Following up on the morale entry.
There are stores all through Bend and all through this country that are suddenly wondering if it's worth it. Not just worth it for the money, but worth it for all the aggravation.
I've mentioned before that I think there only two good reasons to own a business; to make money and to have fun.
People usually misunderstand what I mean by fun. I don't mean, sitting around reading comics or playing games.
I mean it's important to enjoy the process of owning a business, of being in charge, or making decisions.
I'm willing to bring on product that I'm not all that interested in, if it makes money; and I'm willing to bring in product that I'm interested in that doesn't make much money.
But eventually, all product takes on a neutral widget nature. If you are selling a product, I don't care what it is, if you are engaged that product will take on a certain fascination. At the same time, even the most fascinating product will eventually become somewhat humdrum.
So I figure, if you're in business long enough, the interest in what you sell will meet in the middle.
When sports cards went bad on me oh, so many years ago, I remember asking myself; "Am I having fun? Am I making money?" And the answer to both was no.
I couldn't do much about the money making part, but I could rearrange the store, rearrange my schedule, what I carried, what I supported, what I talked about and researched, what I was willing to put up with. I could make the store more satisfying to myself.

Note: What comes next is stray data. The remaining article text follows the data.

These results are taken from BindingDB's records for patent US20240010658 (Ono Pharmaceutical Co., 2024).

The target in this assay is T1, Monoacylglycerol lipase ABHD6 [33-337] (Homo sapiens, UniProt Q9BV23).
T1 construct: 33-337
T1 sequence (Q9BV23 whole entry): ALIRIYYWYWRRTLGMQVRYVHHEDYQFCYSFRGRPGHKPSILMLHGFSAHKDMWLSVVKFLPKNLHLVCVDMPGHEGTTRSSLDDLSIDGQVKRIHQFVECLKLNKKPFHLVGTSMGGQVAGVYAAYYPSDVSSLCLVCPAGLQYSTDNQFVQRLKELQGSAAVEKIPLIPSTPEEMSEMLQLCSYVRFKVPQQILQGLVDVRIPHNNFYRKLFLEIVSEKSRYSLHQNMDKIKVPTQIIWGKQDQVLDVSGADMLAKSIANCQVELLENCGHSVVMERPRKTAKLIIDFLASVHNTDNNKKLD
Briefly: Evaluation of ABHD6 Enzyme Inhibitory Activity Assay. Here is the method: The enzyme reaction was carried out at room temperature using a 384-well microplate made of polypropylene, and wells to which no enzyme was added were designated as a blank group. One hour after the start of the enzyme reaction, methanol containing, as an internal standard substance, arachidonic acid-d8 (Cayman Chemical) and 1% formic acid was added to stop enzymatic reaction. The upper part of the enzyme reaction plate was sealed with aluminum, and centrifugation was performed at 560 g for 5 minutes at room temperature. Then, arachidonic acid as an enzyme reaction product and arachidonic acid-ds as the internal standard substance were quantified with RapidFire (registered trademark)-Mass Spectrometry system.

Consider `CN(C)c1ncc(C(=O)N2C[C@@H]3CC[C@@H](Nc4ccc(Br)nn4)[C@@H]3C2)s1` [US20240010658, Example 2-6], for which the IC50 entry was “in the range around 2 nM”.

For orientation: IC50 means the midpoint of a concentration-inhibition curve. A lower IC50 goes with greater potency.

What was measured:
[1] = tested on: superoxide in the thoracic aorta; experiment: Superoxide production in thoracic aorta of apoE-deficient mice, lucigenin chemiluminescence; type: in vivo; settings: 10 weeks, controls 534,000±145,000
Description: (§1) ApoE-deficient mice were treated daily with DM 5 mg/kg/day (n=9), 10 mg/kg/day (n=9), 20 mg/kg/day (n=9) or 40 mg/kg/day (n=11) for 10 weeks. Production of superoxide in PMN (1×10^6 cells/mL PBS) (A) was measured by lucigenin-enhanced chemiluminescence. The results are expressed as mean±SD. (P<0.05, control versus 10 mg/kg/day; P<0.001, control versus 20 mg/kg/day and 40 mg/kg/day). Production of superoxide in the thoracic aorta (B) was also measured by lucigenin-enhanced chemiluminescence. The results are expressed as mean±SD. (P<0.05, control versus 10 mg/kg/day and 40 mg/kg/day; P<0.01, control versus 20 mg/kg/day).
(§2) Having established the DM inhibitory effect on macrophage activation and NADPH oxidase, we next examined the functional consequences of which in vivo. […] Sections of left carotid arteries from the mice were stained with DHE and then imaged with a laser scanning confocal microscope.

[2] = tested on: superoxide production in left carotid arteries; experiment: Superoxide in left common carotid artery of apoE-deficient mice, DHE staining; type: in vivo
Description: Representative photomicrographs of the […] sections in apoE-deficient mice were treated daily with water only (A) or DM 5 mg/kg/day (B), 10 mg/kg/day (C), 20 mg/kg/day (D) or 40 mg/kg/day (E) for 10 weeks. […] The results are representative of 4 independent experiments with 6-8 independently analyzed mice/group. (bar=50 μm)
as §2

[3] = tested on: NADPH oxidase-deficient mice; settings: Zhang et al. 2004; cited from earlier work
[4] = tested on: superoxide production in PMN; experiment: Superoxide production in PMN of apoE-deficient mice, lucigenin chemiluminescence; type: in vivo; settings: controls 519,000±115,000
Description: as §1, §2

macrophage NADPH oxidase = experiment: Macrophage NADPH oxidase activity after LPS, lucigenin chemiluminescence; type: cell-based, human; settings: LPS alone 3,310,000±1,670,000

It was gut check time; and I remembered that I originally envisioned a store where I could go to work everyday, that was mine, where I made the rules, and talked to the customers, and unpacked and displayed the merchandise and so on and so on.
The nuts and bolts process. That I really enjoyed.
I will always make the satisfying choice over the money making choice.
We all have a built in scale of money vs satisfaction. Jobs we hate but we stick with because they make us money and have benefits. Others will stay in jobs that don't pay much, but which are fun.
I think in business, if you aren't having fun, you'll eventually burn out.
I suspect as many or more businesses close because of being dispirited and unhappy as from money issues. Of course, the two are usually linked. But I can always tell when a Mom and Pop business has jumped the shark, because it's when the owners start not showing up for work just when they should be rolling up their sleeves and taking on more work.
Because they can't stand to watch their businesses go down, and they hope some manager or employee can turn it around.
That's when options (I can get a job here, I can do this instead) take effect; that's when losing a little money each month changes from being no big deal to being an aggravation. That's when that lease increase just seems too outrageous to endure; when you get angry at the wrong supplier at the wrong time.
When you jump the shark.
So I always bring it back to: will I enjoy doing this? Do I like standing at the counter and chatting with my customers? Do I like juggling bills and looking for ways to survive?
And the answer is still:
I really do enjoy owning my own business.
20 hours ago